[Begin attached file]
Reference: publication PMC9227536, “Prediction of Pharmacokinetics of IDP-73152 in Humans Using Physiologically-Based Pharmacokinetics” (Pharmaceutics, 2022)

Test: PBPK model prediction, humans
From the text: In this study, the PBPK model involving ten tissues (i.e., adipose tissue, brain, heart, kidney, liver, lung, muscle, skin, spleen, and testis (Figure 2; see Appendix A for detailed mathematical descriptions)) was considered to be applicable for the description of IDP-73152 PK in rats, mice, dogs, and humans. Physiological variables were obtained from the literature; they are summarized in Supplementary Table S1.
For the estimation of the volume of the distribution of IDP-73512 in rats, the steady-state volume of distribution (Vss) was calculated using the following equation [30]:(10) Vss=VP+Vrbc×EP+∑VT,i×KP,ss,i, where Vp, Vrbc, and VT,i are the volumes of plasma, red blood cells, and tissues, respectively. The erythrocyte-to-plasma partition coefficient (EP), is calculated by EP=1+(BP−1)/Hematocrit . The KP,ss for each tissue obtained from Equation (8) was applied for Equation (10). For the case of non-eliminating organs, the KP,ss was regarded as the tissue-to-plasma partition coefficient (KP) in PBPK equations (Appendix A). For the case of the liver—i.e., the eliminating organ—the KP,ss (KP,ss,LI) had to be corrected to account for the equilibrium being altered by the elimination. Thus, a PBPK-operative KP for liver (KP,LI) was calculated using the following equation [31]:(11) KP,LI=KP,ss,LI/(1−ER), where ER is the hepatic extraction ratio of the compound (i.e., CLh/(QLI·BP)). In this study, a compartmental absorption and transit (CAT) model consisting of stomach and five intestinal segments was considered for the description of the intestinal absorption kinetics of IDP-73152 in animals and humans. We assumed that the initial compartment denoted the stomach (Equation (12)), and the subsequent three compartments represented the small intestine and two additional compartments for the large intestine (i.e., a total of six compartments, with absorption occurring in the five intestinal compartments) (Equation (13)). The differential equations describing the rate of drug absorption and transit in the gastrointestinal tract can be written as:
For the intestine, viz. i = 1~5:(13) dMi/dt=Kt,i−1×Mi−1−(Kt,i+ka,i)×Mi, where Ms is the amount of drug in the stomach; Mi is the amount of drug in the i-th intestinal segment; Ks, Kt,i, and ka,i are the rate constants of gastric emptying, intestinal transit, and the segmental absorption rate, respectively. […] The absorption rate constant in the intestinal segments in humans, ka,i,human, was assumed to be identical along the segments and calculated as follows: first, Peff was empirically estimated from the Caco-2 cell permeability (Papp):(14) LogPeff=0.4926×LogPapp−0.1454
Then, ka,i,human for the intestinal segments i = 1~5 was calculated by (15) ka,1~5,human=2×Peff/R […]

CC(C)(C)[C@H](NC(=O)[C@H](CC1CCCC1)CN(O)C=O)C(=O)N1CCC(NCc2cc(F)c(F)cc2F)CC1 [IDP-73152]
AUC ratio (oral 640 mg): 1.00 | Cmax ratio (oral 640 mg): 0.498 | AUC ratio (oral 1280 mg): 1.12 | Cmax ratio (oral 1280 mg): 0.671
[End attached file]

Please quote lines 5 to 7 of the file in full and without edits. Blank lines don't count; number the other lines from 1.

For the intestine, viz. i = 1~5:(13) dMi/dt=Kt,i−1×Mi−1−(Kt,i+ka,i)×Mi, where Ms is the amount of drug in the stomach; Mi is the amount of drug in the i-th intestinal segment; Ks, Kt,i, and ka,i are the rate constants of gastric emptying, intestinal transit, and the segmental absorption rate, respectively. […] The absorption rate constant in the intestinal segments in humans, ka,i,human, was assumed to be identical along the segments and calculated as follows: first, Peff was empirically estimated from the Caco-2 cell permeability (Papp):(14) LogPeff=0.4926×LogPapp−0.1454
Then, ka,i,human for the intestinal segments i = 1~5 was calculated by (15) ka,1~5,human=2×Peff/R […]

CC(C)(C)[C@H](NC(=O)[C@H](CC1CCCC1)CN(O)C=O)C(=O)N1CCC(NCc2cc(F)c(F)cc2F)CC1 [IDP-73152]